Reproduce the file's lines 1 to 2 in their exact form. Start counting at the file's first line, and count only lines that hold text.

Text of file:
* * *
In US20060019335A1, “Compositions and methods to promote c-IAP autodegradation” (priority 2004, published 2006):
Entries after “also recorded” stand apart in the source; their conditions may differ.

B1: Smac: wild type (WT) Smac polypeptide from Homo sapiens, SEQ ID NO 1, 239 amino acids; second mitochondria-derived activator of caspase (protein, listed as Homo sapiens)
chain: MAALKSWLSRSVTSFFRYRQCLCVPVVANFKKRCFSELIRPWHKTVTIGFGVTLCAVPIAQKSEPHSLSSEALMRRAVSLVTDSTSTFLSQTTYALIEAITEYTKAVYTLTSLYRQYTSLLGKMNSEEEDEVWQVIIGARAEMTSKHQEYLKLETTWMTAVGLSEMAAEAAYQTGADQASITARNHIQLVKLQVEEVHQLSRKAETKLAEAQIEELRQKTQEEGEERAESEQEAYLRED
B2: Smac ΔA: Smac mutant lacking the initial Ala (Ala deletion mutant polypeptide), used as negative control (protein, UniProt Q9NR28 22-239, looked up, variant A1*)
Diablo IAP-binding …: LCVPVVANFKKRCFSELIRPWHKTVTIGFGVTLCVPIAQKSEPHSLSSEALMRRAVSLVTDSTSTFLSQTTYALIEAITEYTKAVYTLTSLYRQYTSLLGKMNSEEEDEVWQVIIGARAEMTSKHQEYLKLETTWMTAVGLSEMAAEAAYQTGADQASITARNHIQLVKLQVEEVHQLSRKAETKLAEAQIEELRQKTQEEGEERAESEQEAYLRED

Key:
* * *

In US20060019335A1, “Compositions and methods to promote c-IAP autodegradation” (priority 2004, published 2006):
Entries after “also recorded” stand apart in the source; their conditions may differ.